2 eggs
3 egg yolks
2/3 cup (150 g) sugar
3 Tbsp honey
1 Tbsp vanilla extract
1 tsp lemon essence/extract
1 tsp orange essence/extract
1 tsp salt
1 c (225 g) butter
3 c (420 g) AP flour; plus some for kneading
Filling and Final Dough (~1 hr)
2 1/2 c (250 g) delicious things: walnuts, candied orange*, chopped dried fig and apricot
Grated zest of 1 orange
Grated zest of 1 lemon
2 to 3 Tbsp (15-25 g) AP flour

Sponge: In a medium bowl, mix the water and yeast, and let it sit until frothy (~10 mins). Mix in the flour. Cover the bowl and allow the sponge to double (~20 mins).
First Dough: Again, mix the water and yeast and allow to stand until frothy. Mix in the sponge and beat well. Mix in the eggs, flour and sugar by hand or with your mixer's paddle. Add butter and mix until smooth, about 6 minutes by hand or half that by mixer. Cover bowl and allow the dough to double (~1 1/4 hr).
Second Dough: Into your first dough, mix eggs, yolks, sugar, honey, extracts, and salt. Mix in butter until smooth. Slowly incorporate the flour and then knead until the dough kind of holds its shape. Form your dough into a ball and slide it into an oiled bowl. Cover the bowl and allow the dough to triple (2-4 hours in a warm spot, or overnight in a cool spot, or 2 hours warm and overnight in the fridge and then allow it to wake up again for an hour or so in the morning).
Filling and Final Dough: If you are using raisins, soak them and drain them about 30 minutes before the end of the first rise. Combine all of your fillings, and mix well. Now, if you have fancy panettone papers, great. If you don't, you can fashion them out of parchment paper and staples or, if you have two handy 6" cake pans like I did, you can make a parchment paper collar for the pans.
Cut your dough in half, press each half into an oval shape, cover each in 1/4 of the filling and then roll them up into a log, press them out again, cover them in the rest of the filling, and roll them up again. Shape each loaf into a ball and slip them into your make-shift panettone forms. Cut an X in the top of the ball and allow your two panettones to rise until doubled (2-4 hrs depending on how warm the dough is). When you think the rise is nearly done, pre-heat your oven to 400F. Stick a knob of butter in the X of each loaf, and bake them for 10 minutes before reducing the oven to 350F for another 10 minutes. Finally, reduce the oven to 325F and bake for another 30 minutes until a skewer stuck into the centre of each loaf comes out clean.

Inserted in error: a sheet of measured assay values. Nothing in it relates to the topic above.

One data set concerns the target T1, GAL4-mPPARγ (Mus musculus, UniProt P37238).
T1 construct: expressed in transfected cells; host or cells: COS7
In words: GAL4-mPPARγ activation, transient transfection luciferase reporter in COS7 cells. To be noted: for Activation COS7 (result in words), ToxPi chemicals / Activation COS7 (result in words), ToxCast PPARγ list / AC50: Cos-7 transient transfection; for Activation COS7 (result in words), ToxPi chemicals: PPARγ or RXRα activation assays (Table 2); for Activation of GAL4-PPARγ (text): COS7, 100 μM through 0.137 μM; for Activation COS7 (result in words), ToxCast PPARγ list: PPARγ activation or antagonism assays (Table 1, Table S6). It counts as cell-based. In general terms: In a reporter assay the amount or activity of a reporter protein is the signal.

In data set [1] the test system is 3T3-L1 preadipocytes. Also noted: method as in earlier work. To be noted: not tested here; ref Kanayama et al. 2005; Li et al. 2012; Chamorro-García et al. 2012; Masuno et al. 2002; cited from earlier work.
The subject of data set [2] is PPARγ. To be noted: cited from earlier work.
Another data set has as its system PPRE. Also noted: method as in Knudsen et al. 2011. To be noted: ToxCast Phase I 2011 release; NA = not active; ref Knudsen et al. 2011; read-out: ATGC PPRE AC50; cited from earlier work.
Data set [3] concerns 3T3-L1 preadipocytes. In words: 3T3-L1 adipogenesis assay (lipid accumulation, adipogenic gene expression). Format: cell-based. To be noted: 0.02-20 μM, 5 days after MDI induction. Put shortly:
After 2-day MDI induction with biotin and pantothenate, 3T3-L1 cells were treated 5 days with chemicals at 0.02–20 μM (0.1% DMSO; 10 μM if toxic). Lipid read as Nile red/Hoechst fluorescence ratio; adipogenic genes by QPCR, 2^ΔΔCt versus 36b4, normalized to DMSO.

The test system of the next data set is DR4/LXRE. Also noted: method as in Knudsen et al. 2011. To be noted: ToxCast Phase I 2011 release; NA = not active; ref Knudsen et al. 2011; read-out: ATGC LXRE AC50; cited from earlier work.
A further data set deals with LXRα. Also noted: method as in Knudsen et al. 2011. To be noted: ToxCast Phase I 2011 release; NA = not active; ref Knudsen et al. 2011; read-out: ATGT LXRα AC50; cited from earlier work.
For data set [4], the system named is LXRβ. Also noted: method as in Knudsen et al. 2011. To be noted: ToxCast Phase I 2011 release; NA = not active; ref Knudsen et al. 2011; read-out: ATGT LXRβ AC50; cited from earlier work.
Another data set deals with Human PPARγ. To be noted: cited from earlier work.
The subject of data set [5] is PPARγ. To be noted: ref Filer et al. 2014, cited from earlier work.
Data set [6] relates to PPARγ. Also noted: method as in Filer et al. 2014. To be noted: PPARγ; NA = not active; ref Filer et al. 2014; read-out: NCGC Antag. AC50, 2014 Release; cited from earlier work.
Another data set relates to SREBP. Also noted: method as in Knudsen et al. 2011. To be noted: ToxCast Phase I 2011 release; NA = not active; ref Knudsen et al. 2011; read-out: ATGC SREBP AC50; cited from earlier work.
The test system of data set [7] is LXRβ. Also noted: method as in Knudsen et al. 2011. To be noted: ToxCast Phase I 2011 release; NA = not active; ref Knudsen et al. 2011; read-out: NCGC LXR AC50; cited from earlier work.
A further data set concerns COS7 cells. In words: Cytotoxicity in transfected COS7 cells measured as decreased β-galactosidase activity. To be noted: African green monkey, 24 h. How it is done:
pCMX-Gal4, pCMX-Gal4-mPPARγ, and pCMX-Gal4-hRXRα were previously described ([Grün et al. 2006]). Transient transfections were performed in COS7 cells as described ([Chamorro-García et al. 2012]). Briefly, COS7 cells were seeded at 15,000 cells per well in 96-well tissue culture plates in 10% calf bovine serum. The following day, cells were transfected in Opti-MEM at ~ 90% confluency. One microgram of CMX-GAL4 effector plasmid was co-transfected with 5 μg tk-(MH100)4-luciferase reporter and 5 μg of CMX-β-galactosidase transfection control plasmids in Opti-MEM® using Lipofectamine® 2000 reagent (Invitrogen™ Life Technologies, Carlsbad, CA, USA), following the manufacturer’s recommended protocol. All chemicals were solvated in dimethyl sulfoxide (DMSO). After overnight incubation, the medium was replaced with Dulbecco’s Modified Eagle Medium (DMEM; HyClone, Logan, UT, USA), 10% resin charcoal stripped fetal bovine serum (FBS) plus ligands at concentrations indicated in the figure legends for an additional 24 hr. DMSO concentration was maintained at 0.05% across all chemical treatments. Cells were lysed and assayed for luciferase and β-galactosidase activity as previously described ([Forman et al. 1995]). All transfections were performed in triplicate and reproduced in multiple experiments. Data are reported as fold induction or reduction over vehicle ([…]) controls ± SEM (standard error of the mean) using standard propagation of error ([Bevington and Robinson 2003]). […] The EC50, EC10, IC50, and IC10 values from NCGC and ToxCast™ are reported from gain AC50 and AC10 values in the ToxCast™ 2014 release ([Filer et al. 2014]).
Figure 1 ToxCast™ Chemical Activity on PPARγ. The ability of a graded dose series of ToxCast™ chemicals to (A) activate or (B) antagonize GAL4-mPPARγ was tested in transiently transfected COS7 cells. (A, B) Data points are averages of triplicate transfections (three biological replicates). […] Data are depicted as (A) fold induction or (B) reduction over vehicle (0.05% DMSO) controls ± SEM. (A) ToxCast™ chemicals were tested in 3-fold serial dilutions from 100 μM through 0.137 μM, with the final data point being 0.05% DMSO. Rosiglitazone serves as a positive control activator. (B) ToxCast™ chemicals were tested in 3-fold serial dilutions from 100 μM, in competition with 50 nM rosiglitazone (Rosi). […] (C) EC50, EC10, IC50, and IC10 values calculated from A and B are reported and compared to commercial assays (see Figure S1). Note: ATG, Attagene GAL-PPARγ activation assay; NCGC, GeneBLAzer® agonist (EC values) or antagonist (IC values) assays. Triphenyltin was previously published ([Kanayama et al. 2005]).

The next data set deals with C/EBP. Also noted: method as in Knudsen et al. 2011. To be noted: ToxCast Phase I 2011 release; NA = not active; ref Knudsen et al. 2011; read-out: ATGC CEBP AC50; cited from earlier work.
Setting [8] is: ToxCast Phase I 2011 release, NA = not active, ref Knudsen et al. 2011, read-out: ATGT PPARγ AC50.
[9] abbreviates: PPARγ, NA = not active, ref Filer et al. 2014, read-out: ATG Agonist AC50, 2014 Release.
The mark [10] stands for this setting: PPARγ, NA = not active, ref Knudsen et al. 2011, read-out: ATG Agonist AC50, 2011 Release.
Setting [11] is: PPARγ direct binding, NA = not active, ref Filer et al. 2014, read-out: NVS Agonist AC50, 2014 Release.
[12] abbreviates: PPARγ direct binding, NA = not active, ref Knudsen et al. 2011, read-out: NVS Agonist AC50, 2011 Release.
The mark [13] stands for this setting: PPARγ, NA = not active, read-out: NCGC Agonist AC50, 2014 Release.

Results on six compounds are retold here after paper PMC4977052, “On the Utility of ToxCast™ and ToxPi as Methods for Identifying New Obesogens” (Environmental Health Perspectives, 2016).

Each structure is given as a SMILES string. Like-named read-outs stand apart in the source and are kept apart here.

There are fancy ways to cool your panettone without it falling, but lying it on its side in the crevice of two rolled up towels and rotating it from time to time worked well for me. 

*I bought candied orange at our local fancy grocer's, but in retrospect I wish I'd candied my own. The difference is really significant. Traditional panettone also has an almond a poison glaze, which I skipped. 
Panettone French Toast
Honestly, I didn't notice much difference between Quebecois and Novascotian maple syrup. Don't tell J I said that. Perhaps I'll need to do a side by side taste test. Perhaps it's not in the flavour, it's in the sound. Quebecois syrup is délicieux and syrup from around here is [insert maritime accent joke].

Christmas Panettone
It's still a green Christmas out that window.

"The December 2012 Daring Bakers’ challenge was hosted by the talented Marcellina of Marcellina in Cucina. Marcellina challenged us to create our own custom Panettone, a traditional Italian holiday bread!"